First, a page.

On April 16th at 7 pm, we will be hosting a reading at the museum featuring six award-winning Asian American poets (Barbara Jane Reyes, Brynn Saito, Debbie Yee, Candy Shue, Jason Bayani, and Monica Mody) who will be presenting work that explores the thematic connections between bookbinding, paper, Asian American history, and the San Francisco Bay Area itself. Books will be for sale after the reading, and poets will be available to sign copies for audience members. Admission is $5.00 ($2.50 for students, children under 10 free; no one will be turned away for lack of funds), with all proceeds going toward supporting the museum’s operations. (Please see our Facebook event for this reading here.)
We also invite you to join us on April 21st from 5:30 to 8:00 pm, when we’ll take over the museum’s regular Third Thursday event with more Asian American poetry. For this free, public, drop-in event, mounted broadsides of some of the poems read on the 16th will be on display in the museum’s gallery, and visitors will be able to interact with and respond to the work in the context of the binding and printing machines and archival materials in the gallery by creating hand-crafted mini poetry chapbooks of their own. (Please see our Facebook event for this evening here.)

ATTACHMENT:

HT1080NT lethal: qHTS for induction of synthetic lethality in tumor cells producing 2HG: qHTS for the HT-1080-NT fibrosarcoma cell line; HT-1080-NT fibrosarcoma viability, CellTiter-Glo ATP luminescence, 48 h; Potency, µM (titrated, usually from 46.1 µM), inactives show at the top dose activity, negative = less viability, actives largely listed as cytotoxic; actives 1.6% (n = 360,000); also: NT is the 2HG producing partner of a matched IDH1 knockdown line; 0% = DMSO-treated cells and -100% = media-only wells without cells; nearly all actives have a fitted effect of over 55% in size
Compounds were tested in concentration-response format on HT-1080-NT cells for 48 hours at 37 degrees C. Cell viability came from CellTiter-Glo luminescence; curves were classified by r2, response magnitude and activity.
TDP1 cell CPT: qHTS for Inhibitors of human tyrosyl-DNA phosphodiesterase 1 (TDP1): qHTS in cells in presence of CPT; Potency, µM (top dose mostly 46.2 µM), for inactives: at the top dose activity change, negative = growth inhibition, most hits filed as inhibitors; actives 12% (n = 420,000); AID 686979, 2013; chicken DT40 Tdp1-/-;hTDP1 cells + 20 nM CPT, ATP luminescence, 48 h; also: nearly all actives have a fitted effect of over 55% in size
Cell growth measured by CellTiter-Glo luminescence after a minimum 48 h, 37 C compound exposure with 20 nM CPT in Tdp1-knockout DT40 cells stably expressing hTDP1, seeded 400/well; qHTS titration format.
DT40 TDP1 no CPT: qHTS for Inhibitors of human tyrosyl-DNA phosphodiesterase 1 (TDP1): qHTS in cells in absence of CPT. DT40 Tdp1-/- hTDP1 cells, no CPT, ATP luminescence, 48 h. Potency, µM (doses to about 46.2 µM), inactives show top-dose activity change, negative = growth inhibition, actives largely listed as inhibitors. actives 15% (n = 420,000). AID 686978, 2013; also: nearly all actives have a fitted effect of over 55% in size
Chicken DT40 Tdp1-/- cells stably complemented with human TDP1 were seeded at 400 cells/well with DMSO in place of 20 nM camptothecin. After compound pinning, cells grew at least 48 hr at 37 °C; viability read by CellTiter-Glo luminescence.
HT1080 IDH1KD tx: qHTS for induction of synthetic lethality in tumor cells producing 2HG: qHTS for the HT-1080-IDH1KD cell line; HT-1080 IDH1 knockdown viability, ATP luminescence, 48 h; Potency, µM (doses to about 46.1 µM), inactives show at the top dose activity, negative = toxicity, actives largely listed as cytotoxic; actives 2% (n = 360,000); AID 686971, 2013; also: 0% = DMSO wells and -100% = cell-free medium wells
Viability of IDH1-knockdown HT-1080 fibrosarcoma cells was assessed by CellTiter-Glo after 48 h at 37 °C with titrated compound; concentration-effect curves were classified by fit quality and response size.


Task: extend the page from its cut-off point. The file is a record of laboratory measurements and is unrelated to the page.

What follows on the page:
Both events will take place in the American Bookbinders Museum’s building at 355 Clementina Street, San Francisco, CA 94103. If you’re based in the Bay Area, we hope you’ll be able to come out and join us on one or both evenings! We are so excited to get to partner with the museum and (now that we are officially based in the Bay) are thrilled to have the opportunity to celebrate Poetry Month by highlighting some of the amazing Asian American poetry that is being produced right in our backyard.
What will you be doing to celebrate National Poetry Month this year? Will you be attending any local events celebrating Asian American poetry in your community? Please let us know about them in the comments, on Twitter, or on Facebook—we’d love to help you spread the word!